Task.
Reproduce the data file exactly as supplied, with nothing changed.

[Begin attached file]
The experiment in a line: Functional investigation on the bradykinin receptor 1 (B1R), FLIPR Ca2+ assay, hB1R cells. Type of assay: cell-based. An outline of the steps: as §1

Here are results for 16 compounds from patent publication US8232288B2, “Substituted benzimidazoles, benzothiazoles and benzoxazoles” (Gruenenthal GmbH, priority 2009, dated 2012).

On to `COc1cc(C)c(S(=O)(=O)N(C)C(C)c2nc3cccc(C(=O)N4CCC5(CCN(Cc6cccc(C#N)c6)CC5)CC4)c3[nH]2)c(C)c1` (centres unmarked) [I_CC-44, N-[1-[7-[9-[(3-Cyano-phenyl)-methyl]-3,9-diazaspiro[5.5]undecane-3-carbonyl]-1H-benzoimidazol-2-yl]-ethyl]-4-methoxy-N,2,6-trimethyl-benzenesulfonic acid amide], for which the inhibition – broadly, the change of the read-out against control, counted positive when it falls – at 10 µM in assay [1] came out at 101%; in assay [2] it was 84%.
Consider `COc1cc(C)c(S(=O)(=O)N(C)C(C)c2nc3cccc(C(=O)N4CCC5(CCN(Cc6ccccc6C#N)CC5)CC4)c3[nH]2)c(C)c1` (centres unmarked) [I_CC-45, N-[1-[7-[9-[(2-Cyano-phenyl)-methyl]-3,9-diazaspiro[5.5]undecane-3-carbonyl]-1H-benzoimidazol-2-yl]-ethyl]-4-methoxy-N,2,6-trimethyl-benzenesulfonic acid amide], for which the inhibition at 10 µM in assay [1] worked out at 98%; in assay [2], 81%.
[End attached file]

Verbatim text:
The experiment in a line: Functional investigation on the bradykinin receptor 1 (B1R), FLIPR Ca2+ assay, hB1R cells. Type of assay: cell-based. An outline of the steps: as §1

Here are results for 16 compounds from patent publication US8232288B2, “Substituted benzimidazoles, benzothiazoles and benzoxazoles” (Gruenenthal GmbH, priority 2009, dated 2012).

On to `COc1cc(C)c(S(=O)(=O)N(C)C(C)c2nc3cccc(C(=O)N4CCC5(CCN(Cc6cccc(C#N)c6)CC5)CC4)c3[nH]2)c(C)c1` (centres unmarked) [I_CC-44, N-[1-[7-[9-[(3-Cyano-phenyl)-methyl]-3,9-diazaspiro[5.5]undecane-3-carbonyl]-1H-benzoimidazol-2-yl]-ethyl]-4-methoxy-N,2,6-trimethyl-benzenesulfonic acid amide], for which the inhibition – broadly, the change of the read-out against control, counted positive when it falls – at 10 µM in assay [1] came out at 101%; in assay [2] it was 84%.
Consider `COc1cc(C)c(S(=O)(=O)N(C)C(C)c2nc3cccc(C(=O)N4CCC5(CCN(Cc6ccccc6C#N)CC5)CC4)c3[nH]2)c(C)c1` (centres unmarked) [I_CC-45, N-[1-[7-[9-[(2-Cyano-phenyl)-methyl]-3,9-diazaspiro[5.5]undecane-3-carbonyl]-1H-benzoimidazol-2-yl]-ethyl]-4-methoxy-N,2,6-trimethyl-benzenesulfonic acid amide], for which the inhibition at 10 µM in assay [1] worked out at 98%; in assay [2], 81%.